It was lunchtime and my co-worker asked me to make a note of what I wanted for takeout. Working as a summer-term English teacher in Tianjin, China at the time, I was eager to try boxed lunches that were popular among the students. I remember struggling and erasing my draft several times before I could admit that I forgot how to write the Chinese character for ‘box.’

This scenario was just one of many since my family’s migration from China to Canada. As a nine-year-old child, I practiced calligraphy, recited poetry, and loved Chinese literature class. If I were to meet my former self, I may not be able to out-compete her in Chinese language skills.

This experience resonates with many bilingual speakers who can comprehend text and speech in their first language but have trouble speaking and writing in it.

Researchers at the University of Essex believe attrition in a healthy bilingual adult ultimately arises from competition between the two languages in the brain. Although both languages are active, one will eventually dominate. In addition, continuous inhibition of the native language can make recalling vocabulary and syntax difficult, since the brain substitutes these with those of the second language.

Age is one of the biggest factors that lead to a decline in native language proficiency.

Children who immigrate before reaching puberty — which is often considered the critical period for cementing language skills — are the most prone to first language attrition because their mother tongue has not been fully acquired yet.

Due to the plasticity in developing brains, linguistic concepts children learn from their first language are not stored permanently. Along with prolonged inhibition by a newly acquired second language, this causes a gradual loss of the language.

On the other hand, adolescents past the critical period are less prone to first language attrition, but the access pathway for the retrieval of the language can be influenced by the second language. For example, vocabulary and grammar substitutions can occur, but the underlying principles remain intact.

Contrary to popular belief, prolonged contact with the native culture’s migrant group cannot prevent attrition. In fact, this can make the speaker more susceptible to interference.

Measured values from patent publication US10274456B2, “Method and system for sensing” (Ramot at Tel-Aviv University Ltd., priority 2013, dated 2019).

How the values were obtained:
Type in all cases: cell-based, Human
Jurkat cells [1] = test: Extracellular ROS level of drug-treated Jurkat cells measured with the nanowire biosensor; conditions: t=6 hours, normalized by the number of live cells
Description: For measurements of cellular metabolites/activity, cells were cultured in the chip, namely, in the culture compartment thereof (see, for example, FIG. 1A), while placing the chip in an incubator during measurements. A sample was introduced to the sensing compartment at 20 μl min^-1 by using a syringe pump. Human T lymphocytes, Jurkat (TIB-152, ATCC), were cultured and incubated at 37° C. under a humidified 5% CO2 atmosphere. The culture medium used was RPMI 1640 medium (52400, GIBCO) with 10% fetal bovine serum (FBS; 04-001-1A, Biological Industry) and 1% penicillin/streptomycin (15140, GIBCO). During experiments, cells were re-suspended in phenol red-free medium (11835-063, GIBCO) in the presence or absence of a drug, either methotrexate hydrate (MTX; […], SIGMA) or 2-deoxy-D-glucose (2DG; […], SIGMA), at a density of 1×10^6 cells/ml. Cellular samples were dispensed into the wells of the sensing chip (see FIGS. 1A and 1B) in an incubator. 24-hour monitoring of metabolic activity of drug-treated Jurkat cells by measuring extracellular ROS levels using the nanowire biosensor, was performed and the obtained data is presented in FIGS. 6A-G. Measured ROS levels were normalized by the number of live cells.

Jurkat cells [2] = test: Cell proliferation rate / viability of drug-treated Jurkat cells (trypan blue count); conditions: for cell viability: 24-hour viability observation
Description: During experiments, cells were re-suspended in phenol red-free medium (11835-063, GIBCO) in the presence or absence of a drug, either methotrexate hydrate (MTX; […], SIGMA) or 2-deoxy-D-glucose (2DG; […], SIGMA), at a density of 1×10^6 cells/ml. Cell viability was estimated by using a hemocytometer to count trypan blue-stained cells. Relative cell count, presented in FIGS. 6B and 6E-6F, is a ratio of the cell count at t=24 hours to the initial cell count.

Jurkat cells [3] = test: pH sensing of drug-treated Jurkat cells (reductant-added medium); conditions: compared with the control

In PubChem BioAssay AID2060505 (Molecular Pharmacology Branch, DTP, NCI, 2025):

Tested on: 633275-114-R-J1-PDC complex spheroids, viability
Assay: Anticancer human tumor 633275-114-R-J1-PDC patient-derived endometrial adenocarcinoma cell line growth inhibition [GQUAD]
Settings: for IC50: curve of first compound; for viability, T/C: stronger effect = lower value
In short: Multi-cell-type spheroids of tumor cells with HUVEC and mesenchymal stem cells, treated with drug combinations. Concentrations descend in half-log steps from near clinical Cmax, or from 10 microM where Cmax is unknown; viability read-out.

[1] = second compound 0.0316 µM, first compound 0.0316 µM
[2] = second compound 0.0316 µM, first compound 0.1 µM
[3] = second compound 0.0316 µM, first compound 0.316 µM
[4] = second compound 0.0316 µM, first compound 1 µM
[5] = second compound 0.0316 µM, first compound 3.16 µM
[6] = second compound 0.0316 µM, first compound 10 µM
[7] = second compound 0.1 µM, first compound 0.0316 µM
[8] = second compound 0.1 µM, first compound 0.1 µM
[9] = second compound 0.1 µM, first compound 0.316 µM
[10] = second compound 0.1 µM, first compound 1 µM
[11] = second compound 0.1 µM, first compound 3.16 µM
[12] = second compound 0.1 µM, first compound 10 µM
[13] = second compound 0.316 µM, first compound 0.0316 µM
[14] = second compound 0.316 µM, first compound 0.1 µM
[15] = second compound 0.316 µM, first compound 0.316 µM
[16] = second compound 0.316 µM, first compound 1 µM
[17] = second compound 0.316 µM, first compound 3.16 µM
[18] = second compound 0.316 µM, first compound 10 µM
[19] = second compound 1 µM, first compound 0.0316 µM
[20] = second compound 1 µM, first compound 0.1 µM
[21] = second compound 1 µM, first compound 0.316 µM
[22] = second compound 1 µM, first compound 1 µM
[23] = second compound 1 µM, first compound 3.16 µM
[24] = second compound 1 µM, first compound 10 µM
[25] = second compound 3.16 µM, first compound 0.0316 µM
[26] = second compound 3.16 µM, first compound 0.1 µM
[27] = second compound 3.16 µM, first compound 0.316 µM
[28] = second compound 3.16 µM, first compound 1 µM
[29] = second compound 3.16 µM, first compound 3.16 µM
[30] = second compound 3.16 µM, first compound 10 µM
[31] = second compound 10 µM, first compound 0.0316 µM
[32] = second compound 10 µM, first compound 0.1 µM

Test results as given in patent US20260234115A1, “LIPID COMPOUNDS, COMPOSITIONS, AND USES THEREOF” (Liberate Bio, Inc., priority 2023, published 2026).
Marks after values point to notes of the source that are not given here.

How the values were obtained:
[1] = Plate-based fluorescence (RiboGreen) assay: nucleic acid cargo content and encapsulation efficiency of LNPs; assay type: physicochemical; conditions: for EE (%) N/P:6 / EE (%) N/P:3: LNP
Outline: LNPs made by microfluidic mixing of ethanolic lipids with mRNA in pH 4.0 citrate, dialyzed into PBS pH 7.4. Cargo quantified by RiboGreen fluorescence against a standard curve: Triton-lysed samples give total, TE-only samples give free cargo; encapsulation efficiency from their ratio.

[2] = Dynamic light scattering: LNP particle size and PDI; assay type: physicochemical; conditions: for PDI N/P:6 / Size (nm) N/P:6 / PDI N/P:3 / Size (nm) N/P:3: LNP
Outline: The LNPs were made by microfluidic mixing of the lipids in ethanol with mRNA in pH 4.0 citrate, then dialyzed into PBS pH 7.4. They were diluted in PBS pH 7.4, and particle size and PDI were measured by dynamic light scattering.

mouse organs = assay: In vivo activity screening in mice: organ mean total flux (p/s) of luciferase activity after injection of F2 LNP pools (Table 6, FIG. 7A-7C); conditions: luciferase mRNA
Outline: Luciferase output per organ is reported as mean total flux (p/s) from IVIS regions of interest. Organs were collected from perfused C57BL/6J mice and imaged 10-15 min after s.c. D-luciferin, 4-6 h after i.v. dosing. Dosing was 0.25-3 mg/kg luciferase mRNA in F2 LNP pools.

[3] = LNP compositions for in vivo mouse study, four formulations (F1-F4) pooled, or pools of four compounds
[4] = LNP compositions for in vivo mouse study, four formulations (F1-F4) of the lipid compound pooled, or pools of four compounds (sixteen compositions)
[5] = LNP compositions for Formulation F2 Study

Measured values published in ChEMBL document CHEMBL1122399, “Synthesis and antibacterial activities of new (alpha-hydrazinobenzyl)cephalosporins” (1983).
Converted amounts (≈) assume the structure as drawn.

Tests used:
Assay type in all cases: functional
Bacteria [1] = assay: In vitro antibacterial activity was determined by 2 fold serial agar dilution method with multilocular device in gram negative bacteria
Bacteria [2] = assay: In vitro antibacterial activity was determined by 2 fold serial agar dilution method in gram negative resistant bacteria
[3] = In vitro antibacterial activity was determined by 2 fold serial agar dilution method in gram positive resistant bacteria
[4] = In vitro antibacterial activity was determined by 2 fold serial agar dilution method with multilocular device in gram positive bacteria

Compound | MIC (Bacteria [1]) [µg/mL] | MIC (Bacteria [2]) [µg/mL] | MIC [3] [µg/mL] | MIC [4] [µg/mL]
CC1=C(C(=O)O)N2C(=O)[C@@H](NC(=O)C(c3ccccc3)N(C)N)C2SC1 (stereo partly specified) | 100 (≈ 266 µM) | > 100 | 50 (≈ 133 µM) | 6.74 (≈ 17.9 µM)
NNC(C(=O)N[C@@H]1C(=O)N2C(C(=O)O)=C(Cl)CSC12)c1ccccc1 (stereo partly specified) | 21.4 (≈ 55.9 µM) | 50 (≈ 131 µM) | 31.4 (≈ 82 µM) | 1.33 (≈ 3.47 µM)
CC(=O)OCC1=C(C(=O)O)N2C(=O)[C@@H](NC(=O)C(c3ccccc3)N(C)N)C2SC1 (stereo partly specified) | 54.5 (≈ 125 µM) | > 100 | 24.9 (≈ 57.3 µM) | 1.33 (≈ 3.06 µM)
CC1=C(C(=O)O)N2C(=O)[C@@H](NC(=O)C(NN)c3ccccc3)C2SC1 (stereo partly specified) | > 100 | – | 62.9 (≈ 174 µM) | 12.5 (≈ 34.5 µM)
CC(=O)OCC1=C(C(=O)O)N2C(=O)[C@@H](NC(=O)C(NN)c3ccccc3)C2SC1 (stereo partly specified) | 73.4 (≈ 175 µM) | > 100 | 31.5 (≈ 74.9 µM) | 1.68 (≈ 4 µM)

A French study comparing isolated contact and continuous contact with immigrant communities found that frequently switching between two languages and activating the languages together eventually leads to native language attrition.

The brain cannot completely inhibit the second language when activating the first language, resulting in the interference of concepts from both. This gradual loss is characterized by restructured sentences and grammar.

It can be difficult to accept that you are no longer proficient in your native language. Like many other immigrants, I experienced culture shock upon my arrival to Canada. I longed to speak English as fluently as my peers. The desire to assimilate to a new culture can overpower the desire to maintain a native one. As a result, some children may even feel ashamed of their native language due to feelings of social rejection.

Eventually, these thoughts morph into an innate desire to forget the native language, which can have devastating effects on its maintenance.

study on German fluency in Jewish Germans who immigrated to America just before or after the onset of World War II showed that there were drastic reductions in syntax and vocabulary compared to the successful maintenance of German in immigrants who were not affected by World War II.

Typical linguistic factors, such as age and language exposure, had little influence on attrition. Instead, the traumatic prosecution endured by Jewish Germans and their wish for acceptance from American society caused them to distance themselves from German culture, and in turn, the German language.

These factors pose a big problem for immigrants, especially of our generation, because language is so intertwined with culture and identity.

So how do we recover what has been lost? There needs to be just enough exposure to the language — but not too much — to prevent interference. Short periods of intense cultural exposure are the most ideal, especially if that exposure takes place in a person’s native country.

A case study shows that perhaps even a 10-day visit is sufficient and can provide more opportunities for first language activation and language production than typical weekend language schools.

Bilingualism is not a black-and-white concept — it exists as a spectrum ranging from dominance of one language to a balanced state where the two languages are equally active. Languages are fluid and constantly changing along with our environment.

On my flight back to Toronto Pearson International Airport from Tianjin, the man sitting beside me asked if I could help translate his declaration card from English to Chinese because it was his first time flying to a foreign country. He then asked about the cultural differences that he would encounter in Canada. I realized that, despite my brief language attrition, perhaps that is the greatest benefit of bilingualism — the ability to bridge two cultures.